I worried about you.

I wish you would have let me know you were okay.

I feel like I’m always the last person you tell about anything.

“I’m glad you came over today,” I said instead. “We haven’t talked in a while, so ... it’s good to see you’re well.”

Saga fidgeted. Even in this new body, her mannerisms were mostly the same. “I should have been better about staying in touch.”

This concession, admittedly, made something inside me glow golden-soft. I curled in on myself, embarrassed, as if hiding that kernel of warmth from her view.

“I haven’t used my phone in ages,” she went on, and that I could admit was fair—her claws looked less screen-friendly than Mary’s most elaborate gel-tips. “But that’s no excuse. I’m sorry, K.”

“It’s okay,” I said, hating the bitter tinge I was unable to wipe from my words. “I don’t want to be a chore you have to tick off your list.”

“It’s not like that. I wanted to answer when you reached out to me, but it’s like ... it’s like there’s this animal that lives inside my ribs. It sits on my lungs and makes it hard to breathe.” Her wings curled into a protective cocoon. “I want to break free of it, but I’m paralyzed in the beam of its stare. And the more I struggle, the harder it looks at me. It doesn’t blink.”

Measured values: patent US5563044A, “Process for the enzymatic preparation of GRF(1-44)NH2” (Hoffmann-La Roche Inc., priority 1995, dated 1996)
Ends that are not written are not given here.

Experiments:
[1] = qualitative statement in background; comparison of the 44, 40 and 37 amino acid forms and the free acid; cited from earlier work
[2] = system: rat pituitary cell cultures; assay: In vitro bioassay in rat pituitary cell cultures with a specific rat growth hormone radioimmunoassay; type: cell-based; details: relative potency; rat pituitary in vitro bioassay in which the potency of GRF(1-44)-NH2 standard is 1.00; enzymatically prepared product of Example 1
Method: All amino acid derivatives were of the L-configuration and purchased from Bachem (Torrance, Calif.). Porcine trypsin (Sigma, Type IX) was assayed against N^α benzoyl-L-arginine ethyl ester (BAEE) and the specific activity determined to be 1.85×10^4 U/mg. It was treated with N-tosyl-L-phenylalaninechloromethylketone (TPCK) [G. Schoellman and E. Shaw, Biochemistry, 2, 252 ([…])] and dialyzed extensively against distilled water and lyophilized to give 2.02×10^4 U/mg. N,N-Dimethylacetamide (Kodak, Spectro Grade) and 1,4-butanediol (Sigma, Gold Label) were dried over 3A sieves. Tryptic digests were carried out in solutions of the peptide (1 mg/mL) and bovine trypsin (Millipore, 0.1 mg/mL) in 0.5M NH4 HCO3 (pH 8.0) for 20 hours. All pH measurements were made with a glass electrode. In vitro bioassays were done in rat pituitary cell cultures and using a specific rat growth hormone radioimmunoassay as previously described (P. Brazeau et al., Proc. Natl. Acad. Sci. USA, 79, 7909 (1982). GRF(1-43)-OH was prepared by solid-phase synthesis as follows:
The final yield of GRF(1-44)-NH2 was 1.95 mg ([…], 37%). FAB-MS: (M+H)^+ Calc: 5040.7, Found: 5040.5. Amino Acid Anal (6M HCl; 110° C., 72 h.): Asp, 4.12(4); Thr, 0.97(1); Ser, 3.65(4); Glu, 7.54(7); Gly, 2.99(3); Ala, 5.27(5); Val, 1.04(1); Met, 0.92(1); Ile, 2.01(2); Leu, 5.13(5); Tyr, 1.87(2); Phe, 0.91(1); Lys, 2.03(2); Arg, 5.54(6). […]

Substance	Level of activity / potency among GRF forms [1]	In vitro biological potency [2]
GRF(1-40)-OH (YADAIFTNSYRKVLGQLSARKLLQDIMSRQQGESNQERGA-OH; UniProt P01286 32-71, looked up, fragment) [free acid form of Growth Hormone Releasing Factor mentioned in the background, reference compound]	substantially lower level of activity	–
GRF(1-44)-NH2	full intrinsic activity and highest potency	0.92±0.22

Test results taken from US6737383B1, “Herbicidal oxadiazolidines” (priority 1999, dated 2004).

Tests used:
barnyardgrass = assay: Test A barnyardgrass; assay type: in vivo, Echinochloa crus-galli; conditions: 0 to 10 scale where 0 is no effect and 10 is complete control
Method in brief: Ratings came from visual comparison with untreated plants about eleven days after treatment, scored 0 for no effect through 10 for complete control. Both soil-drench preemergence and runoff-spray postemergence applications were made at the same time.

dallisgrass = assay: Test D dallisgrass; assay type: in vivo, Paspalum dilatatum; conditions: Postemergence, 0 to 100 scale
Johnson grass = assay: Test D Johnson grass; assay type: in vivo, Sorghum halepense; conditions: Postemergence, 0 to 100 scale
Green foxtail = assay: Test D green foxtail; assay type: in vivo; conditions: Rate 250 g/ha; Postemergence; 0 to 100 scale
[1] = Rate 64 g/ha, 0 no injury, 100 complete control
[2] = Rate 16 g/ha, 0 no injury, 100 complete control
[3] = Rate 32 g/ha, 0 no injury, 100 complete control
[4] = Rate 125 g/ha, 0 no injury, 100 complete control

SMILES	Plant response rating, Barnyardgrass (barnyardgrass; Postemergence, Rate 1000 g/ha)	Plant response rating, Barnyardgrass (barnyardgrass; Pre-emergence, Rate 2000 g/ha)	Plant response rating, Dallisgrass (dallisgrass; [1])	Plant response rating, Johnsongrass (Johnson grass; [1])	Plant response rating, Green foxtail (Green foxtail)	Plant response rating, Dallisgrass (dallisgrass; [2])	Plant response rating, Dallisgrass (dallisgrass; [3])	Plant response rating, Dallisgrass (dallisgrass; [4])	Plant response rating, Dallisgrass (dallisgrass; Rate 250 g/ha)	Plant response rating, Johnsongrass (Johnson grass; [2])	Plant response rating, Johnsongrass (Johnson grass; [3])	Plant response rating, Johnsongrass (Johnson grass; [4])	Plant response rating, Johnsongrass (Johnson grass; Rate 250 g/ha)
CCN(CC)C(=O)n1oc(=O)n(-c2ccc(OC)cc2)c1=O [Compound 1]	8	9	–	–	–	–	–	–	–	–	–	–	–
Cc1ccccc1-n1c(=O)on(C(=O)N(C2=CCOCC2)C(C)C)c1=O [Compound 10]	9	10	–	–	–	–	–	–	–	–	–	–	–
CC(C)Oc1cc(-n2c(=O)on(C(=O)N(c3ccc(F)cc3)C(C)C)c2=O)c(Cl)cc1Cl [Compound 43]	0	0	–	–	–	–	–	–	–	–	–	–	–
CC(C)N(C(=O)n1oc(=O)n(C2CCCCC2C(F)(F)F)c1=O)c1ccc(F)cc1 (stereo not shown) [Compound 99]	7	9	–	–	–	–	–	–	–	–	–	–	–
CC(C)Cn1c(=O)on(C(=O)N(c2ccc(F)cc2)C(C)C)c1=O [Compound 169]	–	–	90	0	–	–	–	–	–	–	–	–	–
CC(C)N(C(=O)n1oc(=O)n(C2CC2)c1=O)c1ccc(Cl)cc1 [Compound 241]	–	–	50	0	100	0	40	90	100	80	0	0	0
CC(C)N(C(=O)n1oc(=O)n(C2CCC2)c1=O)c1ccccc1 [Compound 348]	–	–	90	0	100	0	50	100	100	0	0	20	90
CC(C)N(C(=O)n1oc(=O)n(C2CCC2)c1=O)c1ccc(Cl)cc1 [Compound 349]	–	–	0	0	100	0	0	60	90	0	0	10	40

“Hmm.” If I had an animal inside me, then it must be a snake. Always coiled around me, squeezing wherever it was most uncomfortable, oozing venom into my veins. “Sounds like anxiety to me.”

“Yeah.” The word half-whispered.

“Sucks, huh.”


I knew this was ridiculous, given the circumstances, but I couldn’t help but feel relieved that she hadn’t been ignoring me specifically. For months, I’d failed to rid myself of the expectant flutter I felt every time I checked my phone in the morning. Every time I realized the last message was still from me, sent date receding further and further into the past, that anticipation would crumple into chagrin, and I would attempt to console myself by wondering if she did this to everyone. That opened the discomfiting possibility that she did not, and I’d think ugly thoughts about whoever she was talking to, if not me.

But she hadn’t been annoyed with me. She had just been on the other side of the rain.